I found it extremely interesting that the producers of Dante's Divine Comedy have chosen to portray the sounds of Heaven using Palestrina's Polyphony.
The atmosphere of Purgatory was depicted using the more sombre tones Gregorian Chant while the sounds of Hell were brought to life using punk and heavy metal music.
It merely confirms what most people already know =)
I don't mind listening to chant while awaiting entry into the Beatific Vision and thence listening to polyphony for all eternity rendered by the angelic choirs. What bliss!
So, polyphony lovers out there, be good or else its an eternity of heavy metal music for you!
ROME, JAN. 14, 2007 (Zenit.org).- Preparations are under way for the staging of a new musical based on Dante's epic exploration of heaven, hell and purgatory.
The Divine Comedy Opera is the project of Monsignor Marco Frisina, director of the Liturgical Office for the Vicariate of Rome.
During my visit to his office, the monsignor revealed that although his experience as a composer has taken him on a variety of adventures -- from working on projects commissioned by Pope John Paul II to writing film soundtracks -- this project has proved one of the most daunting.
"I'd considered doing it for a while but had never felt enough courage to deal with the grand literary text," he said. "It was Pope Benedict XVI who gave me the necessary key."
Monsignor Frisina said he was inspired by the reference to Dante in Benedict XVI's encyclical, "Deus Caritas Est," and the Pope's discussion of the human search for the love of God.
"It's love with a capital 'L,'" said the 52-year-old priest. "The Holy Father's words underlined for me the importance of presenting this spiritual journey and demonstrated how this medieval text is so applicable to our contemporary world."
With the assistance of literary and theological experts, Monsignor Frisina adapted the classic lyrics to music, often as indicated by the manuscript itself.
"I merely interpreted Dante's selection of musical styles according to his descriptions of each part of the afterlife," said the monsignor.
"Dante suggests the music to use as he speaks considerably about song," he said. "For instance, as he discusses the harmonious sounds of heaven, I use a more classical polyphony to represent this harmony of God and the Universe … even each persona has their own musical representation."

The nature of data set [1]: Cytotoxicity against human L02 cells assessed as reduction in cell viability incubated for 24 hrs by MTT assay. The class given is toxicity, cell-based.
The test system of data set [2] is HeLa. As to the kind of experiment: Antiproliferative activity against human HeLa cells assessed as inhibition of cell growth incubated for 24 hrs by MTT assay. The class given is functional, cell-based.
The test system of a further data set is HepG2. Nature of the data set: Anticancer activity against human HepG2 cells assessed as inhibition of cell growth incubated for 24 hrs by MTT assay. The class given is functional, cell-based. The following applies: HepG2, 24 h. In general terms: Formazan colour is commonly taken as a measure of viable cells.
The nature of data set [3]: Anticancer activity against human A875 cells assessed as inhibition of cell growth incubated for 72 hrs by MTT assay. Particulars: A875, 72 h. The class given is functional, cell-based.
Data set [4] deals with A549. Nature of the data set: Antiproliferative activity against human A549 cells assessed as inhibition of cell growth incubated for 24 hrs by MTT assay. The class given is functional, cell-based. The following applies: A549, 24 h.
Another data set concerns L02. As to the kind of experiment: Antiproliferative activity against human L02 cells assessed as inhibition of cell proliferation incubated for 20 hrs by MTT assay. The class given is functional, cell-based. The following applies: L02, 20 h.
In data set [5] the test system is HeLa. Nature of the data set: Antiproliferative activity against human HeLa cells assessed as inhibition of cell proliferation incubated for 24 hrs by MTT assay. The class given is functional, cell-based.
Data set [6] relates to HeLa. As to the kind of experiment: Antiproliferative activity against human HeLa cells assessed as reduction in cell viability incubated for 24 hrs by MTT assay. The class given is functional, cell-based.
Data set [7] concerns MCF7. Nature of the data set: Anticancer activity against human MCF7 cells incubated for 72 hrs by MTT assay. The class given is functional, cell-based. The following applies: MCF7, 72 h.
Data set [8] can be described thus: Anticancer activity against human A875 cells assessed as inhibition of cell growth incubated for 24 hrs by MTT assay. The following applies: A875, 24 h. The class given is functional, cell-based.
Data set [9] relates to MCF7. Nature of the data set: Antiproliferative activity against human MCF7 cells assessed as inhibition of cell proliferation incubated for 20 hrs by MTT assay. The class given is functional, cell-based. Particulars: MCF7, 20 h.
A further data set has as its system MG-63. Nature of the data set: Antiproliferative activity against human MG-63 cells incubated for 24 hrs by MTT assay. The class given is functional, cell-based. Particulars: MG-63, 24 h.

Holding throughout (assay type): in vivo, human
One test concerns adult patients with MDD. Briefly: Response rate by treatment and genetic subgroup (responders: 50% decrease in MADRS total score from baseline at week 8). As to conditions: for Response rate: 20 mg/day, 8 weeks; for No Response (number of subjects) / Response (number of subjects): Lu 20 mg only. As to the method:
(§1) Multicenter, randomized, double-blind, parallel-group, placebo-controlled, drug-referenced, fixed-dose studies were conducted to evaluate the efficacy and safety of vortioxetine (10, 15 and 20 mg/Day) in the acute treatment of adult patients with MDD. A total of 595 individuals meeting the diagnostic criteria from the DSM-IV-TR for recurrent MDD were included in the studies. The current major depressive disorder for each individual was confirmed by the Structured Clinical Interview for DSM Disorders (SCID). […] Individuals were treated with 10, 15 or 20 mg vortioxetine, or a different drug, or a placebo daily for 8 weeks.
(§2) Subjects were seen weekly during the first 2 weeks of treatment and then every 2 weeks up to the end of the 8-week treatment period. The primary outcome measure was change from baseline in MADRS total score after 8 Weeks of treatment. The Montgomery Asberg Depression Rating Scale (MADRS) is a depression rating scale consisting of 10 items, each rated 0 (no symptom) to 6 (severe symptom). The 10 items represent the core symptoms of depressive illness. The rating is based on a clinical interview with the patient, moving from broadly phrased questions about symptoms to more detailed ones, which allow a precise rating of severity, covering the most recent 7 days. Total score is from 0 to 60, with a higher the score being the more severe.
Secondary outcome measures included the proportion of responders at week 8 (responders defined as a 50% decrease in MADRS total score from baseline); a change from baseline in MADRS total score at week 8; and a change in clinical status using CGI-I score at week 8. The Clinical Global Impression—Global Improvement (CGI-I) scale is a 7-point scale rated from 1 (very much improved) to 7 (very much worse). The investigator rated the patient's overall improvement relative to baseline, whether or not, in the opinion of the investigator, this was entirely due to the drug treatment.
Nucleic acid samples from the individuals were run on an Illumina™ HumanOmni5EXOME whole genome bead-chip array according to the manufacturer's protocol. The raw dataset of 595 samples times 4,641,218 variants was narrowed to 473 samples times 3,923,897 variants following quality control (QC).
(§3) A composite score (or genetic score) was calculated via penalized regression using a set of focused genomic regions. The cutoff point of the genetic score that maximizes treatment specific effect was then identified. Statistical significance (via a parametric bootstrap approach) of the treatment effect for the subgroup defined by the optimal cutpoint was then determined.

So, while heaven will be full of classical style melodies, the limbo of purgatory will be illustrated with Gregorian Chant, with hell full of more jarring music such as rock, punk and rave.
This choirmaster of the Basilica of St. John Lateran explained: "Rock here seemed appropriate as it's able to express profound rebellion and could best characterize the violence of hell."
The dance routines are also inspired by Dante's descriptions, and elaborate sets will be enhanced by dozens of images projected on screens "expressing the visions and virtual world."
Special effects will include the fire of the devil's den which will spill off the stage to seemingly engulf the audience.
Monsignor Frisina added that "the work is artistic adventure involving many artists and will include around 200 performers and musicians, six projectors and a huge stage."
He says he's overwhelmed by the enthusiasm and interest he's received already by world media as well as from his production company.
The initiative has already obtained the patronage of the Italian Senate and Chamber of Deputies as well as of the Pontifical Council for Culture.
"I have a dream," the prelate explained, "that all people may have a desire for heaven and for God. I pray this musical production exploring the ups and downs of the soul of man in the universal language of music helps them to do this."
Rehearsals will begin this month, and organizers plan on hosting the premiere in November.
Money earned from the opera will be donated for the construction of new churches in the Eternal City.
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